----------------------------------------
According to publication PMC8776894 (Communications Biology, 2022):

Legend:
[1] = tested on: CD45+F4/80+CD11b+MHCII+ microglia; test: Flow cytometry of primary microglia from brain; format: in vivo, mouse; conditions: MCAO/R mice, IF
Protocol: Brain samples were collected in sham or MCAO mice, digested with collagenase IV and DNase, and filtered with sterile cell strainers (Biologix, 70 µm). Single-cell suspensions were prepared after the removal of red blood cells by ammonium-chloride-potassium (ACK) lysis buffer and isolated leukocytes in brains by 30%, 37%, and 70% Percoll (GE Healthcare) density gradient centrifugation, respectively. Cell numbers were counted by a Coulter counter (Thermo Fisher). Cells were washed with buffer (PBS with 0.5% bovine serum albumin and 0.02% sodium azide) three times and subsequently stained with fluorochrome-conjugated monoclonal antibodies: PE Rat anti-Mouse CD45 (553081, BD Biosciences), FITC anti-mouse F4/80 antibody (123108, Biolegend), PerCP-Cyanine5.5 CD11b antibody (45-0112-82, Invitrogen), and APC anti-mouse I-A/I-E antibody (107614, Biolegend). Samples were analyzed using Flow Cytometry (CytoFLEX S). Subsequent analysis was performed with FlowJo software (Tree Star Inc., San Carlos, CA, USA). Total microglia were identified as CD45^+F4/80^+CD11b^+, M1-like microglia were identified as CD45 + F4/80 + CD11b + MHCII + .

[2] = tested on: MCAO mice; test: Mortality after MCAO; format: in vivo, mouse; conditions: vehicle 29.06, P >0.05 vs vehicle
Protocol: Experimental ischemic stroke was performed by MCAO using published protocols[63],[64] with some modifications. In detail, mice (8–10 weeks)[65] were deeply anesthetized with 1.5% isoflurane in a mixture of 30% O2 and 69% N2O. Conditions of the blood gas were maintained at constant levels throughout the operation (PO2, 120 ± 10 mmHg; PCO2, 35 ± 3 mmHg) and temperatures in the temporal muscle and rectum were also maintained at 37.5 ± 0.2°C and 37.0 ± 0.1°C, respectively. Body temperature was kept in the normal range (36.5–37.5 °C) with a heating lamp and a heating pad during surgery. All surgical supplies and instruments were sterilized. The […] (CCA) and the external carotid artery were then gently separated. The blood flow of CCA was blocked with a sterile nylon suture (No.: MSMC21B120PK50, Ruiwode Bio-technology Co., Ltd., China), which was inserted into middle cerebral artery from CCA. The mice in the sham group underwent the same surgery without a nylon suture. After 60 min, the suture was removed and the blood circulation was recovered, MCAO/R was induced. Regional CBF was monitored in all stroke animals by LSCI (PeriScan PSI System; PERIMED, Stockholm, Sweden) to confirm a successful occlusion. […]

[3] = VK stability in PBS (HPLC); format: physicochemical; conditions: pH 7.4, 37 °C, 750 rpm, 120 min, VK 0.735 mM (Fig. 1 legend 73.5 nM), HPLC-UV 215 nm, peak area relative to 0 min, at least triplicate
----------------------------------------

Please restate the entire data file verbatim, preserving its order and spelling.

According to publication PMC8776894 (Communications Biology, 2022):

Legend:
[1] = tested on: CD45+F4/80+CD11b+MHCII+ microglia; test: Flow cytometry of primary microglia from brain; format: in vivo, mouse; conditions: MCAO/R mice, IF
Protocol: Brain samples were collected in sham or MCAO mice, digested with collagenase IV and DNase, and filtered with sterile cell strainers (Biologix, 70 µm). Single-cell suspensions were prepared after the removal of red blood cells by ammonium-chloride-potassium (ACK) lysis buffer and isolated leukocytes in brains by 30%, 37%, and 70% Percoll (GE Healthcare) density gradient centrifugation, respectively. Cell numbers were counted by a Coulter counter (Thermo Fisher). Cells were washed with buffer (PBS with 0.5% bovine serum albumin and 0.02% sodium azide) three times and subsequently stained with fluorochrome-conjugated monoclonal antibodies: PE Rat anti-Mouse CD45 (553081, BD Biosciences), FITC anti-mouse F4/80 antibody (123108, Biolegend), PerCP-Cyanine5.5 CD11b antibody (45-0112-82, Invitrogen), and APC anti-mouse I-A/I-E antibody (107614, Biolegend). Samples were analyzed using Flow Cytometry (CytoFLEX S). Subsequent analysis was performed with FlowJo software (Tree Star Inc., San Carlos, CA, USA). Total microglia were identified as CD45^+F4/80^+CD11b^+, M1-like microglia were identified as CD45 + F4/80 + CD11b + MHCII + .

[2] = tested on: MCAO mice; test: Mortality after MCAO; format: in vivo, mouse; conditions: vehicle 29.06, P >0.05 vs vehicle
Protocol: Experimental ischemic stroke was performed by MCAO using published protocols[63],[64] with some modifications. In detail, mice (8–10 weeks)[65] were deeply anesthetized with 1.5% isoflurane in a mixture of 30% O2 and 69% N2O. Conditions of the blood gas were maintained at constant levels throughout the operation (PO2, 120 ± 10 mmHg; PCO2, 35 ± 3 mmHg) and temperatures in the temporal muscle and rectum were also maintained at 37.5 ± 0.2°C and 37.0 ± 0.1°C, respectively. Body temperature was kept in the normal range (36.5–37.5 °C) with a heating lamp and a heating pad during surgery. All surgical supplies and instruments were sterilized. The […] (CCA) and the external carotid artery were then gently separated. The blood flow of CCA was blocked with a sterile nylon suture (No.: MSMC21B120PK50, Ruiwode Bio-technology Co., Ltd., China), which was inserted into middle cerebral artery from CCA. The mice in the sham group underwent the same surgery without a nylon suture. After 60 min, the suture was removed and the blood circulation was recovered, MCAO/R was induced. Regional CBF was monitored in all stroke animals by LSCI (PeriScan PSI System; PERIMED, Stockholm, Sweden) to confirm a successful occlusion. […]

[3] = VK stability in PBS (HPLC); format: physicochemical; conditions: pH 7.4, 37 °C, 750 rpm, 120 min, VK 0.735 mM (Fig. 1 legend 73.5 nM), HPLC-UV 215 nm, peak area relative to 0 min, at least triplicate